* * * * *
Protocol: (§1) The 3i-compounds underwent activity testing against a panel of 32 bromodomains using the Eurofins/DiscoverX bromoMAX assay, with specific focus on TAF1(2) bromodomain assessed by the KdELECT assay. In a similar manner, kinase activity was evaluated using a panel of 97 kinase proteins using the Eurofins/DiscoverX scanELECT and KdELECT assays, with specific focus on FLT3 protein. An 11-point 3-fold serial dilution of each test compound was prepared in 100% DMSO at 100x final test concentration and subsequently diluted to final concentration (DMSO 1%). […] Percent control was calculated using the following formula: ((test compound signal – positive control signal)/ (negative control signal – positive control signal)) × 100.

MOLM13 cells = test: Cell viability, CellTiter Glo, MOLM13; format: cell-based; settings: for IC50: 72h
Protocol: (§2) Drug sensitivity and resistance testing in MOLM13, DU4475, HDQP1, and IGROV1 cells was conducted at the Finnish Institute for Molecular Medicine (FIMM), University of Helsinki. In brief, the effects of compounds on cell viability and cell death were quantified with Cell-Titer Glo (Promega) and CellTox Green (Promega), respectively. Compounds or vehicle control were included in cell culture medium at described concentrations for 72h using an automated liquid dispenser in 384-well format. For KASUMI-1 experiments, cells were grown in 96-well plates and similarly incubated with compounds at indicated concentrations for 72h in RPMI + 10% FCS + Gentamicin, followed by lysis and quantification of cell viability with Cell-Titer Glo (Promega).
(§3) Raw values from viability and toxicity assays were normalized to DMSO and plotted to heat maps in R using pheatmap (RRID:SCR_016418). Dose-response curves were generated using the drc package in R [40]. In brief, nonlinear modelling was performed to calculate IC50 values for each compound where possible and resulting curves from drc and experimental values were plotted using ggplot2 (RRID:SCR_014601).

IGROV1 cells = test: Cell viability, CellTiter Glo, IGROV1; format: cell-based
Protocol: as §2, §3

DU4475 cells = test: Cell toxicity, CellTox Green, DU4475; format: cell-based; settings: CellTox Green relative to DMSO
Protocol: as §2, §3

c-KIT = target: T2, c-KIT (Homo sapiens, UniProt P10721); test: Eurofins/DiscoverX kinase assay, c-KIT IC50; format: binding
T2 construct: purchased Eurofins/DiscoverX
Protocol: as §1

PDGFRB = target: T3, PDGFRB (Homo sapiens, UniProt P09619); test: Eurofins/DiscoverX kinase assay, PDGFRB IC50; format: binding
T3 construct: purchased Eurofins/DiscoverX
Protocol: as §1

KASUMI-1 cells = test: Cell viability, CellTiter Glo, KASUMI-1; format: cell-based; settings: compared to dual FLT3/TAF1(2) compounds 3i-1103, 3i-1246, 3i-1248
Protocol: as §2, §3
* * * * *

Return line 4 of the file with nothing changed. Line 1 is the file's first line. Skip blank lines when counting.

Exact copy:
(§3) Raw values from viability and toxicity assays were normalized to DMSO and plotted to heat maps in R using pheatmap (RRID:SCR_016418). Dose-response curves were generated using the drc package in R [40]. In brief, nonlinear modelling was performed to calculate IC50 values for each compound where possible and resulting curves from drc and experimental values were plotted using ggplot2 (RRID:SCR_014601).